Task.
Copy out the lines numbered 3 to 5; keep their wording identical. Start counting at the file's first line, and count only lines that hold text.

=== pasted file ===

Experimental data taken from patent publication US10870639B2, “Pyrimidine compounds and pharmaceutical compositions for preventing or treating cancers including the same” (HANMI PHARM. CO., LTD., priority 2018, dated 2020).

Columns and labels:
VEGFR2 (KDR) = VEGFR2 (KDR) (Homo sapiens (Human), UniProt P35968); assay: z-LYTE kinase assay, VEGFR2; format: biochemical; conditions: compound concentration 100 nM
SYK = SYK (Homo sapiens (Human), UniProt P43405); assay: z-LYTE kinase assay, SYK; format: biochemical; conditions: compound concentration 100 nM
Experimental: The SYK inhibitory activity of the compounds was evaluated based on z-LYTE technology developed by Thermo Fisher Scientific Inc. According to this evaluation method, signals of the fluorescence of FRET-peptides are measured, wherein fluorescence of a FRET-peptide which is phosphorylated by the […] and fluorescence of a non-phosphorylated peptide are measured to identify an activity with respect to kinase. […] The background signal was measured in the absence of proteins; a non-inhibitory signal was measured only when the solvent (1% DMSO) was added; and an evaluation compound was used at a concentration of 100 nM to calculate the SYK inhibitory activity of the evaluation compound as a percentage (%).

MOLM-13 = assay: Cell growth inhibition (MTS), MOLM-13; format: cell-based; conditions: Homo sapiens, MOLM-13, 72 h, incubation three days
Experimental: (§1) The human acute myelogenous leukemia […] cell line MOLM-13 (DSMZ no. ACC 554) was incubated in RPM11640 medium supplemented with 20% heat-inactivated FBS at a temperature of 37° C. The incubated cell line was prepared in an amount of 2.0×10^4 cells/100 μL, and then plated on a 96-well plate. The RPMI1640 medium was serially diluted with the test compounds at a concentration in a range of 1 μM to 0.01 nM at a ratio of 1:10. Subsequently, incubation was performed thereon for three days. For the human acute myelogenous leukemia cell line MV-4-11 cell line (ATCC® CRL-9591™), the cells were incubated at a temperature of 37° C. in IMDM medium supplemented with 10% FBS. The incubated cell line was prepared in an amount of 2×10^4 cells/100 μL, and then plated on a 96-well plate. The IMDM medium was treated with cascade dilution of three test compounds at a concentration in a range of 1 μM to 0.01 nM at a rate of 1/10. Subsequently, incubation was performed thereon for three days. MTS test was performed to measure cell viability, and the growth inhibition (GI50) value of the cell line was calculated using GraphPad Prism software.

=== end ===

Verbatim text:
VEGFR2 (KDR) = VEGFR2 (KDR) (Homo sapiens (Human), UniProt P35968); assay: z-LYTE kinase assay, VEGFR2; format: biochemical; conditions: compound concentration 100 nM
SYK = SYK (Homo sapiens (Human), UniProt P43405); assay: z-LYTE kinase assay, SYK; format: biochemical; conditions: compound concentration 100 nM
Experimental: The SYK inhibitory activity of the compounds was evaluated based on z-LYTE technology developed by Thermo Fisher Scientific Inc. According to this evaluation method, signals of the fluorescence of FRET-peptides are measured, wherein fluorescence of a FRET-peptide which is phosphorylated by the […] and fluorescence of a non-phosphorylated peptide are measured to identify an activity with respect to kinase. […] The background signal was measured in the absence of proteins; a non-inhibitory signal was measured only when the solvent (1% DMSO) was added; and an evaluation compound was used at a concentration of 100 nM to calculate the SYK inhibitory activity of the evaluation compound as a percentage (%).